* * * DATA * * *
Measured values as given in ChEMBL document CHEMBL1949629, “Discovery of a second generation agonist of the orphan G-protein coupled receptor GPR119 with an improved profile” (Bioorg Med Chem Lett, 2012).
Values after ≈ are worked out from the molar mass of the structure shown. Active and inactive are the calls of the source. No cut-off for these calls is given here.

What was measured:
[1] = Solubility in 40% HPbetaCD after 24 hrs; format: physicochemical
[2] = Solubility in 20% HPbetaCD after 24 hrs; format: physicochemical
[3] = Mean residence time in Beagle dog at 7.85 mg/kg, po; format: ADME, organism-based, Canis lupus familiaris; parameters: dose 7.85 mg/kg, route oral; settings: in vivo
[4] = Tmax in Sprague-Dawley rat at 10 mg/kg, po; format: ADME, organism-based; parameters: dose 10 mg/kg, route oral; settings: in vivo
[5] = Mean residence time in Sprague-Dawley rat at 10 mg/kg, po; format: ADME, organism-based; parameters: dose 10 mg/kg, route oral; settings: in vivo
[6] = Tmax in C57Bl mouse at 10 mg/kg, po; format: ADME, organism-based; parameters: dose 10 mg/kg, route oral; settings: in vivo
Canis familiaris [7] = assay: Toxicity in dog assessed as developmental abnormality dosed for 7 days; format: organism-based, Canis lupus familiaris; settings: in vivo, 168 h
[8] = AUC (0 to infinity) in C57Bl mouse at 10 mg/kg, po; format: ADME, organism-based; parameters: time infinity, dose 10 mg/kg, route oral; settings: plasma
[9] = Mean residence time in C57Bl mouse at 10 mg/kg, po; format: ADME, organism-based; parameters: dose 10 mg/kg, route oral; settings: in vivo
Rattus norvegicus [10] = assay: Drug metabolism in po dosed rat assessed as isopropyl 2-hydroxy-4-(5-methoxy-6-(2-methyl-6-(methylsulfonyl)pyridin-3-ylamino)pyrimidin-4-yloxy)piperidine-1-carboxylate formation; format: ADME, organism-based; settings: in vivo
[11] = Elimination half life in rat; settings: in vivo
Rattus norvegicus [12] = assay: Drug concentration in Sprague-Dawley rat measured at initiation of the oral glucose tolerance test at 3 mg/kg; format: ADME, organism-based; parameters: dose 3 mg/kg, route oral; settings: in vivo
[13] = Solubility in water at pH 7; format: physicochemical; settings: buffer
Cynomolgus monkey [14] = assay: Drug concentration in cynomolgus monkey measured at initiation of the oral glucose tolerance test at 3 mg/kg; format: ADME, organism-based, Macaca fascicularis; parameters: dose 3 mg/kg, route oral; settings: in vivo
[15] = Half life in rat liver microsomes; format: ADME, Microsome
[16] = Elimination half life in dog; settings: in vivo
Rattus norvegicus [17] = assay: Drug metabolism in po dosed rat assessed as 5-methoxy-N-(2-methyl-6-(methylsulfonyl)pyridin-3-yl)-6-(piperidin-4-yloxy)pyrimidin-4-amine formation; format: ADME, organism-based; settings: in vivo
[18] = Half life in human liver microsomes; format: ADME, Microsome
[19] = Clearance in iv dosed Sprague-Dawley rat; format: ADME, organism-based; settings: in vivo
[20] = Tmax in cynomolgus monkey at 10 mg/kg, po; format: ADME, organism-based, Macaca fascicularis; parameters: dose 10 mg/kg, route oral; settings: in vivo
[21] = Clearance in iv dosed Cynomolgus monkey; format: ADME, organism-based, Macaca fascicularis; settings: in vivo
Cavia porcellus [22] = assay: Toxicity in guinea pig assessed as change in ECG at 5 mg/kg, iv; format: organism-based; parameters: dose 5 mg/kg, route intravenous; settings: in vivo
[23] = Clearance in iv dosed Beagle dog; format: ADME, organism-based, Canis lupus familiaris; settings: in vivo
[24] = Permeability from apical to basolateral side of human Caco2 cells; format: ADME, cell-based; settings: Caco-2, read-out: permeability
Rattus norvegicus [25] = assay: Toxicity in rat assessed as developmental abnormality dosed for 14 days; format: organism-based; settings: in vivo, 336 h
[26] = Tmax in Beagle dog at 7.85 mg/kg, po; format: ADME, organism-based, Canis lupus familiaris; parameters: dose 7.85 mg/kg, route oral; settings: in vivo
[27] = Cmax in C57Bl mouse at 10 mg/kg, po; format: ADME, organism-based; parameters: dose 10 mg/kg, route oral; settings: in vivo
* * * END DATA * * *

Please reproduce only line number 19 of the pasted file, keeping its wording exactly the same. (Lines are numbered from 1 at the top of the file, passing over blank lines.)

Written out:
[16] = Elimination half life in dog; settings: in vivo